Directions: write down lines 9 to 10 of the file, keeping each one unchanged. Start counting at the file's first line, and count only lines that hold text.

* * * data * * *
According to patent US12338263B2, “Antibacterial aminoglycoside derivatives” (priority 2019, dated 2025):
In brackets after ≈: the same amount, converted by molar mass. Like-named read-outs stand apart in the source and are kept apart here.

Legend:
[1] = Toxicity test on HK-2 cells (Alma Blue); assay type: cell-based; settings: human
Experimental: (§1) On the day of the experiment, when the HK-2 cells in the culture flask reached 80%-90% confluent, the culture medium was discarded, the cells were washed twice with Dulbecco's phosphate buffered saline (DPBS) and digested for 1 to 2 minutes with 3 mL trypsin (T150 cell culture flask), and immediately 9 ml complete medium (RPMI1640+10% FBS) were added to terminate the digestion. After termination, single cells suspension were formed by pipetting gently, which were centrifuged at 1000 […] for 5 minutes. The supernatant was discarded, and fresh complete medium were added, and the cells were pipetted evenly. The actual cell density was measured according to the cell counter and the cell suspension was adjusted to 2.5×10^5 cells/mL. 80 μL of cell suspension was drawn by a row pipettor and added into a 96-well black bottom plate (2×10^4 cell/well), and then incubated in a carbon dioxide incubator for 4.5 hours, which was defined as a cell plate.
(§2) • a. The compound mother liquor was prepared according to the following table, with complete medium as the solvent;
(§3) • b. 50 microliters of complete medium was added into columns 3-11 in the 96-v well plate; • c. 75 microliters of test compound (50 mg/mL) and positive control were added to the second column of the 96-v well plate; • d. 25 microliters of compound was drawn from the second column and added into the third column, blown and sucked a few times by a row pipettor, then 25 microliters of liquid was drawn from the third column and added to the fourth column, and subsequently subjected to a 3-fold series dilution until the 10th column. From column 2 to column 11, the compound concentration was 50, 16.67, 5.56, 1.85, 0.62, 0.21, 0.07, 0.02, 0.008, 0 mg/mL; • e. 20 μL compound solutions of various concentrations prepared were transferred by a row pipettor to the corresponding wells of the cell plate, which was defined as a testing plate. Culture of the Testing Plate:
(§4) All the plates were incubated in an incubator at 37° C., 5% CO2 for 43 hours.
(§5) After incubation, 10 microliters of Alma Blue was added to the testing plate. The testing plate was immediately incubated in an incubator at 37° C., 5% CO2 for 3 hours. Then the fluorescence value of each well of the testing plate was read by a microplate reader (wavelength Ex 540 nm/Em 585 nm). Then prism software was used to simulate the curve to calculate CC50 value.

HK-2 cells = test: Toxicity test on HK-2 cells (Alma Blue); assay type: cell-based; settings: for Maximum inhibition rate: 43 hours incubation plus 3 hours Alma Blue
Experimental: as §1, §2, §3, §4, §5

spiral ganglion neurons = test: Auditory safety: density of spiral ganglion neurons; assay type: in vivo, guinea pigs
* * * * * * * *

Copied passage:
(§5) After incubation, 10 microliters of Alma Blue was added to the testing plate. The testing plate was immediately incubated in an incubator at 37° C., 5% CO2 for 3 hours. Then the fluorescence value of each well of the testing plate was read by a microplate reader (wavelength Ex 540 nm/Em 585 nm). Then prism software was used to simulate the curve to calculate CC50 value.

HK-2 cells = test: Toxicity test on HK-2 cells (Alma Blue); assay type: cell-based; settings: for Maximum inhibition rate: 43 hours incubation plus 3 hours Alma Blue